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Bird watching in Zihuatanejo
"The birds are tourists themselves, they breed in the wetlands in the Northwest US and Canada."
I have been watching the birds here in the winter off and on for the past three years and I'd like to share with you what I have seen. We stay up the hill on the La Ropa road so I can look down at the trees and also up on the mountainside besides spending a lot of time on the beach. The best place to start is probably over the water and then work inland
Everyone knows that large bird with the huge beak, the BROWN PELICAN, that flies back and forth over the water. They usually fly over La Ropa when the baitfish are close to shore. However, you can always see them when you're at the town beach. That other large brown bird with the white chest skimming low over the water is the BROWN BOOBY. There are two white birds that also fly back and forth, again when the baitfish are close. The one with the forked tail is a ROYAL TERN and the other is (I think,) a LAUGHING GULL. I sometimes see a pair of dark, duck-like birds, diving in the surf close to shore. These are NEOTROPIC CORMORANTS. Usually in the evening, you'll see SNOWY EGRETS and maybe a heron or two going home to their night roost in town. Three years ago I saw PINK FOOTED SHEARWATERS skimming low over the water. Over the rocks at the end of the beach towards town is where the GREY BREASTED MARTINS hang out. That highflying bird with the long forked tail is a FRIGATE BIRD.
Now on the beach itself, there are several wading birds that feed at the surfs edge. The usual one with the white wing stripe is the WILLET. Last year they did not show up until the first week in February, so the December, January tourists may not see them. In fact the birds are tourists themselves, they breed in the wetlands in the Northwest US and Canada. A couple of other visitors you might see are tiny 8 inch SANDERLINGS that breed up above the artic circle, and a WHIMBREL, a willet-size bird with a long down curved bill that breed in Alaska.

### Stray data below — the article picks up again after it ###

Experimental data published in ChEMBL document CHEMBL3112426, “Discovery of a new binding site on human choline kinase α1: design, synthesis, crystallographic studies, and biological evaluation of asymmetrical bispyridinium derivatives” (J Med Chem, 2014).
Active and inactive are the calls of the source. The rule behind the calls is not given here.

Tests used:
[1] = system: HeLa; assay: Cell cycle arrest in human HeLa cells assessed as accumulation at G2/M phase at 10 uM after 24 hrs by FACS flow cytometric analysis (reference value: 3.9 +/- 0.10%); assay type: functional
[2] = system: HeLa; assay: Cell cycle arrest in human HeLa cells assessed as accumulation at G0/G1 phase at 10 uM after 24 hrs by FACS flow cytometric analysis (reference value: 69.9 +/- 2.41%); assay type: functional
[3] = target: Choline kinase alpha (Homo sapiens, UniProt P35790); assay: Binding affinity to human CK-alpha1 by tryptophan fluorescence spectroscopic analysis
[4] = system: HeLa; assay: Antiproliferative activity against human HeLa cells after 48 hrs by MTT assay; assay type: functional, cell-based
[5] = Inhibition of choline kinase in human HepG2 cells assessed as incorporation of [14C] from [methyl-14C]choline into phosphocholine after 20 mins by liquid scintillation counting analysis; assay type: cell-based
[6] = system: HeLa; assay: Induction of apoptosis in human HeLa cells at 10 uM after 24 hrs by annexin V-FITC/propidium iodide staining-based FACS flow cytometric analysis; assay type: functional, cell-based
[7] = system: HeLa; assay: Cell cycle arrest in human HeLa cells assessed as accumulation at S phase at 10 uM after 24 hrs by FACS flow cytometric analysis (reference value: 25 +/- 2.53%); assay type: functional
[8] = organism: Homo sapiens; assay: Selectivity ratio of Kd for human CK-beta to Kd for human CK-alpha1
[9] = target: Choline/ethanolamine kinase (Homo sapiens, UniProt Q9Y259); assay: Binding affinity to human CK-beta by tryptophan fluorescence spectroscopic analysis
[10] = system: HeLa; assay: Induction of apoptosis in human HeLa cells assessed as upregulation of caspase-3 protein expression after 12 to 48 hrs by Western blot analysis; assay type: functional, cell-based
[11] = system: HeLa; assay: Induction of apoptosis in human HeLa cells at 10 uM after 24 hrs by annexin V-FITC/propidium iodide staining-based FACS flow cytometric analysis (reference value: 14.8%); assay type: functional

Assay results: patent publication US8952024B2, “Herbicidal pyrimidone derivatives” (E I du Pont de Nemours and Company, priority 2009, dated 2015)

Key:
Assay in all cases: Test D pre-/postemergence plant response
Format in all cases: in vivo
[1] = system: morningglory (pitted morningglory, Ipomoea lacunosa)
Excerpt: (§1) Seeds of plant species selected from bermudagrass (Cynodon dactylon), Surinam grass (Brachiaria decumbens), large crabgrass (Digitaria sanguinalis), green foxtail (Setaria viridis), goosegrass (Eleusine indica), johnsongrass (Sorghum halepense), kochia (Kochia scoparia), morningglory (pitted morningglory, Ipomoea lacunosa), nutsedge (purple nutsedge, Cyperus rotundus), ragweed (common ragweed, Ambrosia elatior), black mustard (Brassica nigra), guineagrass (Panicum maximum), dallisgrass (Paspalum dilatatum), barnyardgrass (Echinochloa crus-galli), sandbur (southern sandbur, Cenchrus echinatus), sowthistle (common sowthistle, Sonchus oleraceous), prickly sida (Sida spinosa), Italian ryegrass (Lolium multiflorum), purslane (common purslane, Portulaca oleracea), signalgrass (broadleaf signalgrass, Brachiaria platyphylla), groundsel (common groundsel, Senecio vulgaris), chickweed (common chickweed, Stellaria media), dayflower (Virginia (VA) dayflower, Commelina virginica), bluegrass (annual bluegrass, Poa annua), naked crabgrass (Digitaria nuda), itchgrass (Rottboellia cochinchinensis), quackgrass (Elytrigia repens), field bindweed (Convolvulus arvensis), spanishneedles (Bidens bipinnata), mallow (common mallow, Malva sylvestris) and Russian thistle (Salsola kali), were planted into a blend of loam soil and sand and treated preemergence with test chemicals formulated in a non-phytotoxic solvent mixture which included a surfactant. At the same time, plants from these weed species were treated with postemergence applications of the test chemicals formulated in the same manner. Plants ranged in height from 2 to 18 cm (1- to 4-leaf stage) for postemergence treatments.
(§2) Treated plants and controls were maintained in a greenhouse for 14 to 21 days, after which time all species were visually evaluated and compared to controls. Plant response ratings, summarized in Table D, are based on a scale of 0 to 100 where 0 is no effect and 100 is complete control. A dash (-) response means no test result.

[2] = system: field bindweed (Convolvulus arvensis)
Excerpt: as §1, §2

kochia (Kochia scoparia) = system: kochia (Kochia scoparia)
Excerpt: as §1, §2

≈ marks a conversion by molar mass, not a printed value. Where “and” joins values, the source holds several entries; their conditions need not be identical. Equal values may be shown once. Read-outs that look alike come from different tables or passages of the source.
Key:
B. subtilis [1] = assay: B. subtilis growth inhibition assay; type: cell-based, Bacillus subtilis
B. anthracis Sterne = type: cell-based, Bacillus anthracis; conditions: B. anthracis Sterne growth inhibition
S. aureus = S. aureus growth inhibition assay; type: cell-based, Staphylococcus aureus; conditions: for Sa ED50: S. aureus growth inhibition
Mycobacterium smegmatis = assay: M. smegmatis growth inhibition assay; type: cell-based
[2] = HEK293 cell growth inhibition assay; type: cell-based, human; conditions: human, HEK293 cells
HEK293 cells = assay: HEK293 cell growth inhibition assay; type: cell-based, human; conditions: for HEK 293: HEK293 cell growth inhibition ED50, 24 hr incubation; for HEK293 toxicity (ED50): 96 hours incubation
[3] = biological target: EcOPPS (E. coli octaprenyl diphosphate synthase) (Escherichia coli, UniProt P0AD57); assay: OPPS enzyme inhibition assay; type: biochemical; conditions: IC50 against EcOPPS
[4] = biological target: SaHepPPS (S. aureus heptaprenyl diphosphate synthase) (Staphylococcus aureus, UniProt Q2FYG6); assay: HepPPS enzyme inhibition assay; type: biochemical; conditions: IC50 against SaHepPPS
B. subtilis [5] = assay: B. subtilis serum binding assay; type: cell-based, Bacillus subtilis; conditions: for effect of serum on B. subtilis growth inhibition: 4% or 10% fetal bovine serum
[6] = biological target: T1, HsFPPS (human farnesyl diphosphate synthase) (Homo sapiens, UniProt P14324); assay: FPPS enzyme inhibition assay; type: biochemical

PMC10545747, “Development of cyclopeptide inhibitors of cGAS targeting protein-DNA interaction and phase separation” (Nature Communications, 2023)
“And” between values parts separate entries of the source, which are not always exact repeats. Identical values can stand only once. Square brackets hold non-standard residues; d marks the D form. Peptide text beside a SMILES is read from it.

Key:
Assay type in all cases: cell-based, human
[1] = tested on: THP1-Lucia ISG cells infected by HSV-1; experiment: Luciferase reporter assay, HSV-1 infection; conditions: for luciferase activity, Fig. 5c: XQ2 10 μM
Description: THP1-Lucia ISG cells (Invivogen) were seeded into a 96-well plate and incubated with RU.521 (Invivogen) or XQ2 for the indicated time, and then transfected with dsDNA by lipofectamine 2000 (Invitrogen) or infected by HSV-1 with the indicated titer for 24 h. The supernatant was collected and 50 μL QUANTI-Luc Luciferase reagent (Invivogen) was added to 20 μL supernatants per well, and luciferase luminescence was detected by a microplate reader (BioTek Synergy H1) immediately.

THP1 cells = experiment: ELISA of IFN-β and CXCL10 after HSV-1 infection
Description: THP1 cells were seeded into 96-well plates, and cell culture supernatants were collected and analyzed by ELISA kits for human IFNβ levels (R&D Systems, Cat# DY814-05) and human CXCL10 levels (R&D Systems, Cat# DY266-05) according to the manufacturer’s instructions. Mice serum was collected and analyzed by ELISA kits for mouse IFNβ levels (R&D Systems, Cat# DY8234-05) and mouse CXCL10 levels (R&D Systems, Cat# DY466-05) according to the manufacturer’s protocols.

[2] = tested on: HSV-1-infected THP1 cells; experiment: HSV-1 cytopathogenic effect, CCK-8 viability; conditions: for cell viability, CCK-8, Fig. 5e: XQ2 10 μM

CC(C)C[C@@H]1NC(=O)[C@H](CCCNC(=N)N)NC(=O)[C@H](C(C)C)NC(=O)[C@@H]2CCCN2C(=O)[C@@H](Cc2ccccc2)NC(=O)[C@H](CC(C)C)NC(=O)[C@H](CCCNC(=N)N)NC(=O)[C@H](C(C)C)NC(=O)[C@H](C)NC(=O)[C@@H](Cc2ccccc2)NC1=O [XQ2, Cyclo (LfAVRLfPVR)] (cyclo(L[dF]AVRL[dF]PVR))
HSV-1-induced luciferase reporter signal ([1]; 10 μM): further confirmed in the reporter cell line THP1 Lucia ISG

Now let's get to the birds that are land birds. Many of these are also visitors from the north so they may not be there until late in the season. One that you'll always see on the sand and in town looking for any food you leave, is a GREAT TAILED GRACKLE, a noisy 18 inch iridescent black bird with a long keel-shaped tail and golden yellow eyes. There are two other black birds, the YELLOW WINGED CACIQUE and a bird that looks just like the grackle, the GROOVE BILLED ANI. The ani has a black eye and a wedge shaped tail but is a few inches smaller.
The other birds I have seen from our balcony are as follows:
A small blue bird with an orange breast is an ORANGE BREASTED BUNTING.
A "blue jay" type bird with a very long tail is a WHITE THROATED MAPIE JAY.
Five HUMMINGBIRDS, the BLACKED CHINNED, BLUE THROATED, BROAD BILLED, CINNAMON, and WHITE EARED come to our flowering trees.
Besides the GREAT KISKADEE, there are 3 other KINGBIRDS, the CASSINS, TROPICAL and the WESTERN.
You could see both a RUFOUS BACKED ROBIN and a RUFOUS NAPED WREN.
I have several GOLDEN FRONTED WOODPECKERS and a half dozen STREAKED BACKED ORIOLES that visit our area almost every day.
The INCA DOVE and the PLAIN BREASTED GROUND DOVE are two other usual daily sights.
I have seen once or twice, a YELLOW EYED CITREOLINE TROGON, CARDINAL, BALTIMORE ORIOLE, FERRUGINOUS PYGMY OWL, BROWN CREASTED FLYCATCHER, and last but not least, a good old regular AMERICAN ROBIN.
To see some of the soaring birds, I'll usually bird looking up the hill in the afternoon with the sun behind me. There I have seen the BLACK VULTURE and the TURKEY VULTURE, a LAUGHING FALCON, WHITE TAILED HAWK, ZONED TAILED HAWK, and a pair of LILAC CROWNED PARROTS. Because there are so many winter residents, you'll need both a field guide to the birds of North America and a Mexican bird book if you want to go birding.
If you do some birding here and find other birds (or errors) I would love to have this information at email@example.com and firstname.lastname@example.org.